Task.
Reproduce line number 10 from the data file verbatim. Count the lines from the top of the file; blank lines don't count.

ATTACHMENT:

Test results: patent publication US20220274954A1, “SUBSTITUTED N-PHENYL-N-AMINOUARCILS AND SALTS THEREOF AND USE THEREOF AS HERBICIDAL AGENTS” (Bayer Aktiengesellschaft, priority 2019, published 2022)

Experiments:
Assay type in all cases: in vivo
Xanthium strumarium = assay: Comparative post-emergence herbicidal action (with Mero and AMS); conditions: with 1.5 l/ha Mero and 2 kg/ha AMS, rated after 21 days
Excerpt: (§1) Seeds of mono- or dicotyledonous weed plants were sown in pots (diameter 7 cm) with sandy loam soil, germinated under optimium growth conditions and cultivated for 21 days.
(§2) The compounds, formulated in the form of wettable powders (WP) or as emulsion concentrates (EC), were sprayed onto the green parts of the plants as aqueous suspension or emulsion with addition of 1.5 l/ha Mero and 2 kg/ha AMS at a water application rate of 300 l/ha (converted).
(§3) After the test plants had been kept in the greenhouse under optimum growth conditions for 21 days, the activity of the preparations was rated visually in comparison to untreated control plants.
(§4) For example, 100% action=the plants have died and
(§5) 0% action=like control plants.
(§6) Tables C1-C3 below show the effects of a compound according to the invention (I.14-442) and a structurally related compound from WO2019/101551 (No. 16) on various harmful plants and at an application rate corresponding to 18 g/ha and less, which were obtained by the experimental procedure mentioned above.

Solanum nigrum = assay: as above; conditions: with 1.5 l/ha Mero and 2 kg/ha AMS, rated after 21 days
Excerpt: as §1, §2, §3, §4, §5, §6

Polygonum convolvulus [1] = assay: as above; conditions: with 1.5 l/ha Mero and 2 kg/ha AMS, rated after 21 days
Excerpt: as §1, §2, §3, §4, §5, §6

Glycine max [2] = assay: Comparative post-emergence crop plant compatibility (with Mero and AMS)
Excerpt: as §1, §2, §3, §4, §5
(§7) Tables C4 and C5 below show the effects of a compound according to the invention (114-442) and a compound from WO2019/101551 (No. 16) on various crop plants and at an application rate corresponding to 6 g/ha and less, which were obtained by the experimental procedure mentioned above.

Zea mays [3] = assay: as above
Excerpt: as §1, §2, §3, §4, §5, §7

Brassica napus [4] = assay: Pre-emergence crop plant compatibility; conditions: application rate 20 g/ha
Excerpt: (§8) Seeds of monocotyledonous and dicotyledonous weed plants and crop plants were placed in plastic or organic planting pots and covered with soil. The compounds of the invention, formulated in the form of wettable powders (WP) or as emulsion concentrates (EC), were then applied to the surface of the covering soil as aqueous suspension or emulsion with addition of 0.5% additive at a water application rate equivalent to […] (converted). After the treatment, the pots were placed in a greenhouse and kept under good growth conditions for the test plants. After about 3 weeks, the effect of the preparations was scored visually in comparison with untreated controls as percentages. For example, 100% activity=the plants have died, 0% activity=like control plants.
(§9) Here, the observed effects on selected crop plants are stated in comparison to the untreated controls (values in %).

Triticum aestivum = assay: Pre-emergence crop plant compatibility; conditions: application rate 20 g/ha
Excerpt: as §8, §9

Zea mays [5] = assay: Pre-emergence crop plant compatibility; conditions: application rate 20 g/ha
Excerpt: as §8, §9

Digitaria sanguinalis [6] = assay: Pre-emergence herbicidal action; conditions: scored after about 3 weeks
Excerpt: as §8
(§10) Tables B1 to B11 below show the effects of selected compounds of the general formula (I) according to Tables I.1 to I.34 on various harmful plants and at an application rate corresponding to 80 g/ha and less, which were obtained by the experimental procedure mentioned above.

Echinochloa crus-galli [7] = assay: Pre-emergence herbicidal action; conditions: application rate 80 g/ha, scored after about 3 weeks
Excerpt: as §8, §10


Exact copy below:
(§6) Tables C1-C3 below show the effects of a compound according to the invention (I.14-442) and a structurally related compound from WO2019/101551 (No. 16) on various harmful plants and at an application rate corresponding to 18 g/ha and less, which were obtained by the experimental procedure mentioned above.